Venezuela: Fracas in Caracas

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Five months after last February's failed military coup, the previously unknown Lt. Col. Hugo Chávez is at the top of Venezuela's popularity polls. The coup leader is in a prison just outside Caracas, where he was moved to avoid constant manifestations of popular support in front of the army base in the city where he was held initially. He is awaiting a military trial that no one is in much of a hurry to start.

Chávez's amazing popular appeal is based on his promises to wipe out the special privileges and widespread corruption of the last four administrations, to remove the grotesque concentration of wealth in the hands of the local nomenklatura, and to reverse the precipitous drop in the standard of living for the lower and middle classes. He has also stirred up the people by accusing President Carlos Andrés Pérez of selling out to Colombia in negotiations over control of the oil-rich Gulf of Venezuela. Although Chávez probably would have turned out to be a leftist demagogue, he is seen as a patriotic champion of forgotten values.

After three decades of democratically elected governments, including four run by Pérez's Acción Democrática Party and two by the Copei Party's Christian Democrats, the people are fed up with politicians. They are tired of the government's inability or unwillingness to combat street crime, remedy mushrooming bureaucratic corruption, improve horrendous public services, or bring order to the courts.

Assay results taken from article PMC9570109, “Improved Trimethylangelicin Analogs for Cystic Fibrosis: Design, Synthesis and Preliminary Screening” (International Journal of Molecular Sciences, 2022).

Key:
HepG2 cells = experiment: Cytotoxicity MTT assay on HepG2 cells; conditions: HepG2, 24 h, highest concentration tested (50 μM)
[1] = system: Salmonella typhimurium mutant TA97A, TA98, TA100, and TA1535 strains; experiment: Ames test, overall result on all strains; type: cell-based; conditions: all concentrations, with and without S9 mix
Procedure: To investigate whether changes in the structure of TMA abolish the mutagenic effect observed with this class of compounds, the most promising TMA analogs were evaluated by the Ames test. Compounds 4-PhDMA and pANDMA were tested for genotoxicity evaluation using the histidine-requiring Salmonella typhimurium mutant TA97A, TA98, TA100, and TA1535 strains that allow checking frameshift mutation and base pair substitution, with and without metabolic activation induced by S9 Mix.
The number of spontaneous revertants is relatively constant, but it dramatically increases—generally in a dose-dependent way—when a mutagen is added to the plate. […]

The failure of Pérez—who, like Mikhail Gorbachev, is far more popular abroad than in his own country—has been depicted by both the domestic and international news media as the flop of a free-market program. But Venezuela's system under Pérez is really a mixture of mercantilism, corporatism, and IMFism. The test of a free market is whether tens of thousands of small entrepreneurs spring up to take advantage of new freedom and wider economic horizons. That certainly has not happened in Venezuela, and it won't without fundamental reforms to protect property rights and establish the rule of law.